‘Jax,’ the man said, nodding at the youngster.
‘I knew you could do it, Silas,’ the boy replied. He spoke in a clipped and calm manner that seemed at odds with his age and the situation.
Jax stepped over to the nearest cot, reaching inside to lift the little girl out and balancing her on his hip so he might stare into her face for a moment. ‘They’ve come for us, Anya. They’ve come for us all.’ As he looked at her, tears welled up in his eyes and slid down his pale cheeks. As if in response to this show of emotion, the infant in his arms transformed into a spitting-and-hissing wild thing; a furless cat-like creature that pulled back its lips to bare its teeth at the newcomers.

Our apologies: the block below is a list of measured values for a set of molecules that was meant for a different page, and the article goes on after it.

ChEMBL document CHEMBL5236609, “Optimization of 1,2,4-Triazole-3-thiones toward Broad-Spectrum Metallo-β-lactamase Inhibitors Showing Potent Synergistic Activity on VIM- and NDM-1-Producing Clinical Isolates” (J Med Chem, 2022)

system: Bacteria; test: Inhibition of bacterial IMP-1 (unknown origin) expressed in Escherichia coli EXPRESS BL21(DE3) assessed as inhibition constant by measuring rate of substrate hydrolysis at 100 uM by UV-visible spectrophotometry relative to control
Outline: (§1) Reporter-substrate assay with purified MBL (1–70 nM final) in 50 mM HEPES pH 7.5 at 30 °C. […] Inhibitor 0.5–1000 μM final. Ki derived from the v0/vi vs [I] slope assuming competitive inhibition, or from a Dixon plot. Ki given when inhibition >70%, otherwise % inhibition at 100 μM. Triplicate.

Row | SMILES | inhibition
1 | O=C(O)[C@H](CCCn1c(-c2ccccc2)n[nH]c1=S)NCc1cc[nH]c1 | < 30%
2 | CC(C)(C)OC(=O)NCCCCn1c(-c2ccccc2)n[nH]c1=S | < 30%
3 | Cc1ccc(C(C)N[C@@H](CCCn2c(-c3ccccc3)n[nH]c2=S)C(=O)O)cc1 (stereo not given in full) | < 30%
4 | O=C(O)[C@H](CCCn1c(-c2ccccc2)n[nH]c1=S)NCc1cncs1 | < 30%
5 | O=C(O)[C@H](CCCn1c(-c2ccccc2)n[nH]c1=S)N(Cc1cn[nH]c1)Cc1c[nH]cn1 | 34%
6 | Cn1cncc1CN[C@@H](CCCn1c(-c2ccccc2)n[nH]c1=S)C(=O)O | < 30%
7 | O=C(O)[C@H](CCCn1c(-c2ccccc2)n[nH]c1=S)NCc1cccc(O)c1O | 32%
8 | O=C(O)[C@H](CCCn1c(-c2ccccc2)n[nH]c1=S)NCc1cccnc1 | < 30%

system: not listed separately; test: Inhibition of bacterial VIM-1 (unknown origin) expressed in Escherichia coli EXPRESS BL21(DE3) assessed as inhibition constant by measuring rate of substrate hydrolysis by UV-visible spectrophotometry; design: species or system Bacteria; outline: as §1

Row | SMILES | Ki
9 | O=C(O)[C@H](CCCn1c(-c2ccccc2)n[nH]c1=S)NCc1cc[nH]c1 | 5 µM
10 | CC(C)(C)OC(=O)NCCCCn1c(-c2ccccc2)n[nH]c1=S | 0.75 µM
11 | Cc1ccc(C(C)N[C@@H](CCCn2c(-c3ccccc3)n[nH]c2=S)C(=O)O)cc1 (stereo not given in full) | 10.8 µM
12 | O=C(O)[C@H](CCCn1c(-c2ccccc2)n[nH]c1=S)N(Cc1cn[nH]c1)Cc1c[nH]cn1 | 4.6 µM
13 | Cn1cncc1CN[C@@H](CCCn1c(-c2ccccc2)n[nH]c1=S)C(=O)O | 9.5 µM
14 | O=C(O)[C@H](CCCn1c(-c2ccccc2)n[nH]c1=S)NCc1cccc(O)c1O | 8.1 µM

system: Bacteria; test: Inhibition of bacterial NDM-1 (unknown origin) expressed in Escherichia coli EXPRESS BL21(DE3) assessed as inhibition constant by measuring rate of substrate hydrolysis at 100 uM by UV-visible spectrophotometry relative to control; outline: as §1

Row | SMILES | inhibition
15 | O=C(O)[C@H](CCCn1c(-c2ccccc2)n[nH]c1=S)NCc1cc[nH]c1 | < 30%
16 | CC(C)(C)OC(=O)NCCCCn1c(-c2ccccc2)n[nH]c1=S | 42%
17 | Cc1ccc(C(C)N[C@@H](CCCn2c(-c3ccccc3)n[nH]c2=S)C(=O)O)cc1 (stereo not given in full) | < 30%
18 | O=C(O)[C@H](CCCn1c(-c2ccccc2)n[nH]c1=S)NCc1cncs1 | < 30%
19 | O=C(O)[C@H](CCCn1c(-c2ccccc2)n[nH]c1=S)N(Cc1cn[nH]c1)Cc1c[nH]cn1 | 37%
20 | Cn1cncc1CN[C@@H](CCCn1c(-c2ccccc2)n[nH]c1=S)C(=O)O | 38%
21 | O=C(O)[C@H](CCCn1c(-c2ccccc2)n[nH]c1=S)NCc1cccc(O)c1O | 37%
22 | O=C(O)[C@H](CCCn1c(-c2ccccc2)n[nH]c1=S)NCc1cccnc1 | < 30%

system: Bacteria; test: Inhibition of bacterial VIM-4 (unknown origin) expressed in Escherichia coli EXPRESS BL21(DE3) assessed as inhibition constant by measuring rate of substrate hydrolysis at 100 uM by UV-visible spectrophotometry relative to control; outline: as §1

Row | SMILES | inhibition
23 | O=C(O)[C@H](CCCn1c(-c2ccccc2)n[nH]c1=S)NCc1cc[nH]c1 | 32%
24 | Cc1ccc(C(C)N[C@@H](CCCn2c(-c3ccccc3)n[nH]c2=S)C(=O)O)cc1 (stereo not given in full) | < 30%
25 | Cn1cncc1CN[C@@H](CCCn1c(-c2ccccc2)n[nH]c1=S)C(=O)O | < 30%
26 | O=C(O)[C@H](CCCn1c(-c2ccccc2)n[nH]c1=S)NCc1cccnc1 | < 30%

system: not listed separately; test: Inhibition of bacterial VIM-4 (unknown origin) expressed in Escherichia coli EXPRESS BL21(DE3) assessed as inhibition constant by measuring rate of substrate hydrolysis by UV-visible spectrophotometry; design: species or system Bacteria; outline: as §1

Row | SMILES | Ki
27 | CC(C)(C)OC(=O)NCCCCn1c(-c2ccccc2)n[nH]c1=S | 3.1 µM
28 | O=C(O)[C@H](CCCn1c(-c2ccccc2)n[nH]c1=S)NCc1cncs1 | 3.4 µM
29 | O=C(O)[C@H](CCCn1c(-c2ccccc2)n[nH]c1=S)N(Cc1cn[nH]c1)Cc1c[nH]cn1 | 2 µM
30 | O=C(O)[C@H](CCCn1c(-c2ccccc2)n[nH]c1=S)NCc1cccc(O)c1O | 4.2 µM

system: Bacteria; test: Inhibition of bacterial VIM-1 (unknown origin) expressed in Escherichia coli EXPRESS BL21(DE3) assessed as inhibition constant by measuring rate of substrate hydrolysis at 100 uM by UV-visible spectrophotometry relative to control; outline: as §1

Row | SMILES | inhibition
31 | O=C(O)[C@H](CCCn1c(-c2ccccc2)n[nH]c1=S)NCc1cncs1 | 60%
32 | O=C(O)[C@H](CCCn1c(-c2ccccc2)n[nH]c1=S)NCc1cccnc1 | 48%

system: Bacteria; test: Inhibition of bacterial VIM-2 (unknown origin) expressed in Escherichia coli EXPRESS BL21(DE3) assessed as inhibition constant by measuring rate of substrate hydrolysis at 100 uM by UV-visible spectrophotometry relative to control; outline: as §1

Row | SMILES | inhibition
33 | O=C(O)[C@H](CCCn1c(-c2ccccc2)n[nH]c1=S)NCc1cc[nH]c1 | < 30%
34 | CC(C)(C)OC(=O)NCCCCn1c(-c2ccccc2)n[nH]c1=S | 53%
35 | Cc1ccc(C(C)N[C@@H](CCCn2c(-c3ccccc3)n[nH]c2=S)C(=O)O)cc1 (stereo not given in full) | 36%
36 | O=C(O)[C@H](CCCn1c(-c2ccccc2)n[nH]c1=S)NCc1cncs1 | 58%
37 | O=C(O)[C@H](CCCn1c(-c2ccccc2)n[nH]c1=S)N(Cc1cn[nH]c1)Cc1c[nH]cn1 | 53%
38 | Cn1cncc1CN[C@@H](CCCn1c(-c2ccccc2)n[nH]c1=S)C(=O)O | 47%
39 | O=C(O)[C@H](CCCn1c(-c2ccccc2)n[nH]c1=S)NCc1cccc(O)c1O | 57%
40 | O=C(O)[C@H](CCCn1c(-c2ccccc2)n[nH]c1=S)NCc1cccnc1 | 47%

‘No, Anya. These are our friends.’
It was the gentlest of remonstrations, but the animal quickly became a girl again, burying her face into his chest as if embarrassed by her outburst.
The young albino shrugged apologetically. ‘They have already been through so much, and they’re only babies.’ He looked about him at the other children, shaking his head at what he saw. ‘And the men who ran this place called
‘Where are the scientists?’ Silas asked.
Jax gave him a sly grin. ‘Those metal helmets they wore? The ones to keep me from using my powers on them? Well, it seems as if they went missing just about the time that the alarm sounded. The scientists had a terrifying vision. Apparently they were under the impression that a giant snake-headed monster had broken into this facility. They fled via the emergency escape tunnel.’
‘A snake-headed monster?’
The pale child’s grin intensified, and he shrugged again.